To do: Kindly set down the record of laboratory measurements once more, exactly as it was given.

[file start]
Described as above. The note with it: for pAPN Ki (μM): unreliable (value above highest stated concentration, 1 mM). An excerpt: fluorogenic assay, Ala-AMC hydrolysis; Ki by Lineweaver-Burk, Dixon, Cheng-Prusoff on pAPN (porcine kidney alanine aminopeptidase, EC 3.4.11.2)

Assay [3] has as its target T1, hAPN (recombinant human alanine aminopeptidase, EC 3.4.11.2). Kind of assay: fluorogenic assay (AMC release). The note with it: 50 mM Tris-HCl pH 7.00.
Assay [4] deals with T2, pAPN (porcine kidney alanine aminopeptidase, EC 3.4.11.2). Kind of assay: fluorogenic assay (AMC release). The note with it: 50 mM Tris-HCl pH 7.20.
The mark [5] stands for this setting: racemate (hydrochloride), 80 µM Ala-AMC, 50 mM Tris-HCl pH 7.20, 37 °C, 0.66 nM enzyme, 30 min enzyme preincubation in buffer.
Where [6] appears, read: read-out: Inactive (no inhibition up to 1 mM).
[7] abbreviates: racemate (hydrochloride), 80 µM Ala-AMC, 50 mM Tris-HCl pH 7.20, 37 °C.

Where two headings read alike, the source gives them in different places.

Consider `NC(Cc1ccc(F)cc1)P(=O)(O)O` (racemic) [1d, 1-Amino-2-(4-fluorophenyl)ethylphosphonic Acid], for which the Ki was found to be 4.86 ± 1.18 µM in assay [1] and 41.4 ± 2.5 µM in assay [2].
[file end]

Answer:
Described as above. The note with it: for pAPN Ki (μM): unreliable (value above highest stated concentration, 1 mM). An excerpt: fluorogenic assay, Ala-AMC hydrolysis; Ki by Lineweaver-Burk, Dixon, Cheng-Prusoff on pAPN (porcine kidney alanine aminopeptidase, EC 3.4.11.2)

Assay [3] has as its target T1, hAPN (recombinant human alanine aminopeptidase, EC 3.4.11.2). Kind of assay: fluorogenic assay (AMC release). The note with it: 50 mM Tris-HCl pH 7.00.
Assay [4] deals with T2, pAPN (porcine kidney alanine aminopeptidase, EC 3.4.11.2). Kind of assay: fluorogenic assay (AMC release). The note with it: 50 mM Tris-HCl pH 7.20.
The mark [5] stands for this setting: racemate (hydrochloride), 80 µM Ala-AMC, 50 mM Tris-HCl pH 7.20, 37 °C, 0.66 nM enzyme, 30 min enzyme preincubation in buffer.
Where [6] appears, read: read-out: Inactive (no inhibition up to 1 mM).
[7] abbreviates: racemate (hydrochloride), 80 µM Ala-AMC, 50 mM Tris-HCl pH 7.20, 37 °C.

Where two headings read alike, the source gives them in different places.

Consider `NC(Cc1ccc(F)cc1)P(=O)(O)O` (racemic) [1d, 1-Amino-2-(4-fluorophenyl)ethylphosphonic Acid], for which the Ki was found to be 4.86 ± 1.18 µM in assay [1] and 41.4 ± 2.5 µM in assay [2].